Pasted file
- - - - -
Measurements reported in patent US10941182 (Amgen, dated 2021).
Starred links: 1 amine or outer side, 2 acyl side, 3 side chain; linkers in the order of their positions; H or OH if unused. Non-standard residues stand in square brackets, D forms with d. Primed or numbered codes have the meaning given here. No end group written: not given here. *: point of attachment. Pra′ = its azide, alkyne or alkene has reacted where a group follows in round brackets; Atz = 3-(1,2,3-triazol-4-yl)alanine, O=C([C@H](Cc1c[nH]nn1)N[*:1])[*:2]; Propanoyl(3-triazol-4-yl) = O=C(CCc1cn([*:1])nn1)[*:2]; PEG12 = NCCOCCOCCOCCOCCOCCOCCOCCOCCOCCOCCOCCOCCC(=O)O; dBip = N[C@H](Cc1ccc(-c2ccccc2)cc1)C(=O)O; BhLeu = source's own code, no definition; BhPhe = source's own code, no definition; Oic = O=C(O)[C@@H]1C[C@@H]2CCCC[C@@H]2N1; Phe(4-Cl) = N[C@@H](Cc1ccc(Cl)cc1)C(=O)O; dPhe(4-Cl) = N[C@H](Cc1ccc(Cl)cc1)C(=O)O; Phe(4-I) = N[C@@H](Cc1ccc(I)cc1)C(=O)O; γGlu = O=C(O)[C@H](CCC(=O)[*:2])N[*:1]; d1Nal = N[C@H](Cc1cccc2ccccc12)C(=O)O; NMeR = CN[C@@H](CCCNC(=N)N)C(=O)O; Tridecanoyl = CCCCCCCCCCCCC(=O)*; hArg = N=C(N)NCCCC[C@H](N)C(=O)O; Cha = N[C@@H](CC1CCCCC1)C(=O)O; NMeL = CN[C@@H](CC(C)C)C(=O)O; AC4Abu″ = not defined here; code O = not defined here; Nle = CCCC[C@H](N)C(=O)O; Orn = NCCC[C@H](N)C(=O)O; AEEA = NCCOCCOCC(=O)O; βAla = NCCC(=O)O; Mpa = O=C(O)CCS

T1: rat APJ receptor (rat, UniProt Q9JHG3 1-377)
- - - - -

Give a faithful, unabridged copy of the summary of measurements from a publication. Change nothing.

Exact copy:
Measurements reported in patent US10941182 (Amgen, dated 2021).
Starred links: 1 amine or outer side, 2 acyl side, 3 side chain; linkers in the order of their positions; H or OH if unused. Non-standard residues stand in square brackets, D forms with d. Primed or numbered codes have the meaning given here. No end group written: not given here. *: point of attachment. Pra′ = its azide, alkyne or alkene has reacted where a group follows in round brackets; Atz = 3-(1,2,3-triazol-4-yl)alanine, O=C([C@H](Cc1c[nH]nn1)N[*:1])[*:2]; Propanoyl(3-triazol-4-yl) = O=C(CCc1cn([*:1])nn1)[*:2]; PEG12 = NCCOCCOCCOCCOCCOCCOCCOCCOCCOCCOCCOCCOCCC(=O)O; dBip = N[C@H](Cc1ccc(-c2ccccc2)cc1)C(=O)O; BhLeu = source's own code, no definition; BhPhe = source's own code, no definition; Oic = O=C(O)[C@@H]1C[C@@H]2CCCC[C@@H]2N1; Phe(4-Cl) = N[C@@H](Cc1ccc(Cl)cc1)C(=O)O; dPhe(4-Cl) = N[C@H](Cc1ccc(Cl)cc1)C(=O)O; Phe(4-I) = N[C@@H](Cc1ccc(I)cc1)C(=O)O; γGlu = O=C(O)[C@H](CCC(=O)[*:2])N[*:1]; d1Nal = N[C@H](Cc1cccc2ccccc12)C(=O)O; NMeR = CN[C@@H](CCCNC(=N)N)C(=O)O; Tridecanoyl = CCCCCCCCCCCCC(=O)*; hArg = N=C(N)NCCCC[C@H](N)C(=O)O; Cha = N[C@@H](CC1CCCCC1)C(=O)O; NMeL = CN[C@@H](CC(C)C)C(=O)O; AC4Abu″ = not defined here; code O = not defined here; Nle = CCCC[C@H](N)C(=O)O; Orn = NCCC[C@H](N)C(=O)O; AEEA = NCCOCCOCC(=O)O; βAla = NCCC(=O)O; Mpa = O=C(O)CCS

T1: rat APJ receptor (rat, UniProt Q9JHG3 1-377)